For most people who are essentially first-timers in the world of business, it’s more from a place of need than it is from a place of desire. But whether you want to get into business because you basically have no other options or if you’re pursuing entrepreneurship in honour of the free spirit that’s burning inside of you, that inevitable encounter with the BUSINESS PLAN is exactly that, pretty much unavoidable. Now, before we start, if you’re really a first timer, you should consider investing your time in an online business course.
I mentioned first-timers because when you get into business having previously had even the slightest bit of experience, even if your first venture was a complete flop, you’ll be fully aware of the fact that a business plan is in actual fact nothing more than a mere formality. It might even be referred to as a bureaucratic obstacle that is only legitimised by those formal entities put in place to act as some kind of regulatory framework for the governance of enterprise.
If you want to apply for a business loan from a bank, for example, they’ll ask you for a business plan. You will need to make sure you have included all aspects of your current finances, your financial projections as well as any scenario planning you have done. If you apply for a research and development grant from a government institution, to make another example, they require some kind of business plan. If you knock on the door of an angel investor who has given you five minutes to pitch, however, the game changes a little bit and the kind of business plan you need is not one of those formally hammered out ones which the likes of the banks want.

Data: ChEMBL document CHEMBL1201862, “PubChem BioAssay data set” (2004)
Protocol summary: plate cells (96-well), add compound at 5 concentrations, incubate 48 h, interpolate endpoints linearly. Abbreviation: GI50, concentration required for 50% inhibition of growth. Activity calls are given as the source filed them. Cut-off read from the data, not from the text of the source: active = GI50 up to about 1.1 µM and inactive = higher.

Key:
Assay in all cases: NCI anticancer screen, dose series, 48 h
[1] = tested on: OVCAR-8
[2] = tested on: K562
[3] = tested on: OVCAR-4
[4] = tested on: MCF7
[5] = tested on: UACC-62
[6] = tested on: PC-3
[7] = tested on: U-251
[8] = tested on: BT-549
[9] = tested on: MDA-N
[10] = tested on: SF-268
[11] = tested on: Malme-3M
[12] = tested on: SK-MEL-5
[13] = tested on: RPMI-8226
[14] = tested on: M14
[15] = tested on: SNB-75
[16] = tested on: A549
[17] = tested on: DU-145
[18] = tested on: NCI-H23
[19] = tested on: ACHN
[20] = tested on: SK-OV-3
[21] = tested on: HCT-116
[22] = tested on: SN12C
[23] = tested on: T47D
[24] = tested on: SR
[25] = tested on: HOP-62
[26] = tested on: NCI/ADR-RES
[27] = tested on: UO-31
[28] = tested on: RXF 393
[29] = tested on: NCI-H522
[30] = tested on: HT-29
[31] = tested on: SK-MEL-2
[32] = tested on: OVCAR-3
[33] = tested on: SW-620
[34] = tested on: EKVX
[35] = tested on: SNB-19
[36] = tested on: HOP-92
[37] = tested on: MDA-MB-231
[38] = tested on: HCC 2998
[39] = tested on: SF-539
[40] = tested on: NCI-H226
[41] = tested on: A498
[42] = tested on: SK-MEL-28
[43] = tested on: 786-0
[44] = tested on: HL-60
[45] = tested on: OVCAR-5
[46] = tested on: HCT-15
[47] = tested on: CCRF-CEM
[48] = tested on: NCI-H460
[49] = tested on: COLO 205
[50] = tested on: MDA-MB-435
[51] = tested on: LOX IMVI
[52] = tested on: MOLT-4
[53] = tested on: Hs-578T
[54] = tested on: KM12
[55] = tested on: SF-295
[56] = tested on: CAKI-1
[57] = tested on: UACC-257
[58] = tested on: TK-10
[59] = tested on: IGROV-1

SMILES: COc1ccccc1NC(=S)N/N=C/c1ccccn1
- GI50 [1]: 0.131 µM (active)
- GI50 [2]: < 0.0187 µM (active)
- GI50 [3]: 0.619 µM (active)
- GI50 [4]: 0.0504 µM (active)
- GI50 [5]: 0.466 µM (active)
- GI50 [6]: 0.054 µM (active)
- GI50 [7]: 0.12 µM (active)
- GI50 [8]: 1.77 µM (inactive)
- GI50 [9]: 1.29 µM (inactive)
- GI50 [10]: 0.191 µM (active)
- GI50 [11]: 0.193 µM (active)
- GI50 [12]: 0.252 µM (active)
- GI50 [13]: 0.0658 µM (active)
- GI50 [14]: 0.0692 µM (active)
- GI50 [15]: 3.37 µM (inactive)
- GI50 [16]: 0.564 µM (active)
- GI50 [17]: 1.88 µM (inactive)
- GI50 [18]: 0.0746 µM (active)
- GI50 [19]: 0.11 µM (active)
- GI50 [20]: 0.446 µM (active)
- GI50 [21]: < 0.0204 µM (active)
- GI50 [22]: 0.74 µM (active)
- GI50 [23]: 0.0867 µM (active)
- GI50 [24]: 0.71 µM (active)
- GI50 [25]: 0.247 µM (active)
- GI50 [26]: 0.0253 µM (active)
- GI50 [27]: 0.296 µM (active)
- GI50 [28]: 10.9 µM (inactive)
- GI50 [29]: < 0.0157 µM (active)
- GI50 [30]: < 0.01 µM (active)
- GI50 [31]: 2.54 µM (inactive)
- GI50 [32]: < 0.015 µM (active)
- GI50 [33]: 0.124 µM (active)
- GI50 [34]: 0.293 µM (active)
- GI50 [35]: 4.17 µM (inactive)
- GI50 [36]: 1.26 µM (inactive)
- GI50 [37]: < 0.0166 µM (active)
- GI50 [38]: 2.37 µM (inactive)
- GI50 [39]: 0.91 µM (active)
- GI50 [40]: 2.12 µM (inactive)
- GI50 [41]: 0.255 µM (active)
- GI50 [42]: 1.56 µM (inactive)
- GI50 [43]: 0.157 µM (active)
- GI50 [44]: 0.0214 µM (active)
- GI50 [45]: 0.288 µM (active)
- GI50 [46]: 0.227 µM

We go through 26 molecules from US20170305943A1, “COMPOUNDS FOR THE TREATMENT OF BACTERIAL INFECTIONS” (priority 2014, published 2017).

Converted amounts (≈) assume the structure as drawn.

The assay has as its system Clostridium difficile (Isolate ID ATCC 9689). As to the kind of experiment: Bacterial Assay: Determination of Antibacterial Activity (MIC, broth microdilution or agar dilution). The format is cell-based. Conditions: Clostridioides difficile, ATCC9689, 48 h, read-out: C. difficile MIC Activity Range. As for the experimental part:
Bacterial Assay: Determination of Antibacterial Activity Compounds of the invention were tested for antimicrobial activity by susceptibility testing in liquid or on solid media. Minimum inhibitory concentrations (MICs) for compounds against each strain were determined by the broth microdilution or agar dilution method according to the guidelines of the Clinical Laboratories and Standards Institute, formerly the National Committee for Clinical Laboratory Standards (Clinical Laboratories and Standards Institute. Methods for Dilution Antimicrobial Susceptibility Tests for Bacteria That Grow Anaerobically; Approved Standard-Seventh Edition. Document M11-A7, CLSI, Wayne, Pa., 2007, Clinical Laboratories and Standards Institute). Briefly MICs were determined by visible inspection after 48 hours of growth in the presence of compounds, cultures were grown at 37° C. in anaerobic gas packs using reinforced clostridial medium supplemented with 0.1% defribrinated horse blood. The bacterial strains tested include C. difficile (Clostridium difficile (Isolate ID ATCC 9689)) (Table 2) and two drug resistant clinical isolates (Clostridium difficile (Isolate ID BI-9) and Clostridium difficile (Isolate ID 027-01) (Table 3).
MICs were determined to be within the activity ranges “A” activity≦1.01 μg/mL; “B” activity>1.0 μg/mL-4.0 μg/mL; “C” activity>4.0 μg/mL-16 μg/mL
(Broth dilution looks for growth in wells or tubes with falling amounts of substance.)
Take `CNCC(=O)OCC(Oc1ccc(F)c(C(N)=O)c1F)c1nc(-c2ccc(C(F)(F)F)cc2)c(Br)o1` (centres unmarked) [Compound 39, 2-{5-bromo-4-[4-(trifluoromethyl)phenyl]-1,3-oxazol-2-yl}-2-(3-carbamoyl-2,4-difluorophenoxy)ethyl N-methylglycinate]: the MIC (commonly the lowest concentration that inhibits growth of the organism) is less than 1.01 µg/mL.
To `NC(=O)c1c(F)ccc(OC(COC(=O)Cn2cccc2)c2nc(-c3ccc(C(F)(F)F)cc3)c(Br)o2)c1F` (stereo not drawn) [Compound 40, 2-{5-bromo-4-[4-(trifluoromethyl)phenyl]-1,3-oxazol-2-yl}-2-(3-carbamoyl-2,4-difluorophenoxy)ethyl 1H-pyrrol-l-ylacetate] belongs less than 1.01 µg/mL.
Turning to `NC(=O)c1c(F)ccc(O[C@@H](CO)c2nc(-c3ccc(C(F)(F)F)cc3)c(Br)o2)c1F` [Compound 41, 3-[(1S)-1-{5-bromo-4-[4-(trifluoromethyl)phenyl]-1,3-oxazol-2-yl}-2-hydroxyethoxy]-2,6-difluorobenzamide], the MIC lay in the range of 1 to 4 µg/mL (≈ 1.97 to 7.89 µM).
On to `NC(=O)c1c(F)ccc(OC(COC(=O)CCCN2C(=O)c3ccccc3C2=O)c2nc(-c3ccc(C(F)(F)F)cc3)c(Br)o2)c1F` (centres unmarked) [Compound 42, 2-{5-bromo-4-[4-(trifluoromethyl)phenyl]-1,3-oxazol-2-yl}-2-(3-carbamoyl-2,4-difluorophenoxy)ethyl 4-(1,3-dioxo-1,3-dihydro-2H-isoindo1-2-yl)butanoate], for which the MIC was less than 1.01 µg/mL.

This is when you realise that a business plan, in the traditional sense, is indeed a mere formality, kind of like an insurance. For instance, you company may have an extremely important employee, without whom the metaphorical pillars of your business could collapse, and he were to get in an accident that left him unable to work anymore. To prepare for such a situation, your company can invest in a key person disability insurance that would essentially help the business survive such a loss. This would also be a mere formality, one that you might not necessarily need, but you’d rather have it than be without it, much like a business plan. A business plan could simply be a piece of paper which sometimes carries the danger of making the budding businessperson feel like they’re doing the requisite work to get their business off the ground and profitable. It can make you feel like you’re working, when in actual fact you’re not really doing much, other than planning for said work.
To clarify, I don’t write about this to deter anyone from formulating a business plan, but as you’ll come to realise once you get practical with the day-to-day operations involved with the running of the business, you’ll realise that the time spent putting together the business plan could have rather been directed to getting some wheels on the idea. Pretty much nothing will work out like you said it might in the business plan, even if that business plan was put together by someone who is already running a successful business which you’re to replicate exactly.
What I’m getting at is that as much as it’s important to have some kind of plan, which could have you writing down your ideas and intricate plans, room should be left for many of the variables which are going to change dynamically. The master plan should be in place, but don’t waste time with your projections, especially if you haven’t tested the market practically to see if the solution you have to offer actually has a demand that is proven by sales volumes.
Business plans are formalities which should only be entertained if there is an absolute need for it.